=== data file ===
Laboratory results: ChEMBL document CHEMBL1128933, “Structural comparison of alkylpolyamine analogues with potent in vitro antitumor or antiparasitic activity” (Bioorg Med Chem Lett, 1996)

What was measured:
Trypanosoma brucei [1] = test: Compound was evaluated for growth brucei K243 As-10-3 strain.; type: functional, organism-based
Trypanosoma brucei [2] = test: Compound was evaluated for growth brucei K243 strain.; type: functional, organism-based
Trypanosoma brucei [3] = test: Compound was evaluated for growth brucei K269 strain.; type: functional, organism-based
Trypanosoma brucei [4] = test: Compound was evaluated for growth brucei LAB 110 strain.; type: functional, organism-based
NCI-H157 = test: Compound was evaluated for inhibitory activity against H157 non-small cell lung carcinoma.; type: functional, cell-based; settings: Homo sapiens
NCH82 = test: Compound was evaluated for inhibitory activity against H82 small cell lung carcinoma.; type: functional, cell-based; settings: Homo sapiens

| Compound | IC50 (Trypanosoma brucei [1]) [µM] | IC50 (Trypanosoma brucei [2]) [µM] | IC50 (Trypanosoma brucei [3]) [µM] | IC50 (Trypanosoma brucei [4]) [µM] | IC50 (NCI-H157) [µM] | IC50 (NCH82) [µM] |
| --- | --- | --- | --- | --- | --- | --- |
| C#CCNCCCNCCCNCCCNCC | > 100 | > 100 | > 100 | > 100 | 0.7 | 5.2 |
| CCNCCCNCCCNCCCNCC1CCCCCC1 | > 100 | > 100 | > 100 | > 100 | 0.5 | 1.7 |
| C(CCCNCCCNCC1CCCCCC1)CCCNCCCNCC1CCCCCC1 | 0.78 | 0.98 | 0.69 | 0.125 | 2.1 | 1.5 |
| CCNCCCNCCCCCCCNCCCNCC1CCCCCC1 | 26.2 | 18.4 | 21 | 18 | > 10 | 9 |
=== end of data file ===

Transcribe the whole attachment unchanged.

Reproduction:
Laboratory results: ChEMBL document CHEMBL1128933, “Structural comparison of alkylpolyamine analogues with potent in vitro antitumor or antiparasitic activity” (Bioorg Med Chem Lett, 1996)

What was measured:
Trypanosoma brucei [1] = test: Compound was evaluated for growth brucei K243 As-10-3 strain.; type: functional, organism-based
Trypanosoma brucei [2] = test: Compound was evaluated for growth brucei K243 strain.; type: functional, organism-based
Trypanosoma brucei [3] = test: Compound was evaluated for growth brucei K269 strain.; type: functional, organism-based
Trypanosoma brucei [4] = test: Compound was evaluated for growth brucei LAB 110 strain.; type: functional, organism-based
NCI-H157 = test: Compound was evaluated for inhibitory activity against H157 non-small cell lung carcinoma.; type: functional, cell-based; settings: Homo sapiens
NCH82 = test: Compound was evaluated for inhibitory activity against H82 small cell lung carcinoma.; type: functional, cell-based; settings: Homo sapiens

| Compound | IC50 (Trypanosoma brucei [1]) [µM] | IC50 (Trypanosoma brucei [2]) [µM] | IC50 (Trypanosoma brucei [3]) [µM] | IC50 (Trypanosoma brucei [4]) [µM] | IC50 (NCI-H157) [µM] | IC50 (NCH82) [µM] |
| --- | --- | --- | --- | --- | --- | --- |
| C#CCNCCCNCCCNCCCNCC | > 100 | > 100 | > 100 | > 100 | 0.7 | 5.2 |
| CCNCCCNCCCNCCCNCC1CCCCCC1 | > 100 | > 100 | > 100 | > 100 | 0.5 | 1.7 |
| C(CCCNCCCNCC1CCCCCC1)CCCNCCCNCC1CCCCCC1 | 0.78 | 0.98 | 0.69 | 0.125 | 2.1 | 1.5 |
| CCNCCCNCCCCCCCNCCCNCC1CCCCCC1 | 26.2 | 18.4 | 21 | 18 | > 10 | 9 |